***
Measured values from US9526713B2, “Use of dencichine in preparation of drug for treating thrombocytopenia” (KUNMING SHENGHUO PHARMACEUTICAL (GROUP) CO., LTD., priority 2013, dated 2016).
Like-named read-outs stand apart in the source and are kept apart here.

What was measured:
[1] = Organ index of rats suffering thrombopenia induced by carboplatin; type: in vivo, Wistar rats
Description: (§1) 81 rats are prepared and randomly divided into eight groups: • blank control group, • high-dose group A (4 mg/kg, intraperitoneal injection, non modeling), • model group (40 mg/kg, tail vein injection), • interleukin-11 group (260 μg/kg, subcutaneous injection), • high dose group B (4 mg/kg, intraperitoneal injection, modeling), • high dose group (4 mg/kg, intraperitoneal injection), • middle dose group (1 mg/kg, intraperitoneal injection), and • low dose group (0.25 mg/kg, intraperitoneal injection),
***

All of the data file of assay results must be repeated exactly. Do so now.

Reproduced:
Measured values from US9526713B2, “Use of dencichine in preparation of drug for treating thrombocytopenia” (KUNMING SHENGHUO PHARMACEUTICAL (GROUP) CO., LTD., priority 2013, dated 2016).
Like-named read-outs stand apart in the source and are kept apart here.

What was measured:
[1] = Organ index of rats suffering thrombopenia induced by carboplatin; type: in vivo, Wistar rats
Description: (§1) 81 rats are prepared and randomly divided into eight groups: • blank control group, • high-dose group A (4 mg/kg, intraperitoneal injection, non modeling), • model group (40 mg/kg, tail vein injection), • interleukin-11 group (260 μg/kg, subcutaneous injection), • high dose group B (4 mg/kg, intraperitoneal injection, modeling), • high dose group (4 mg/kg, intraperitoneal injection), • middle dose group (1 mg/kg, intraperitoneal injection), and • low dose group (0.25 mg/kg, intraperitoneal injection),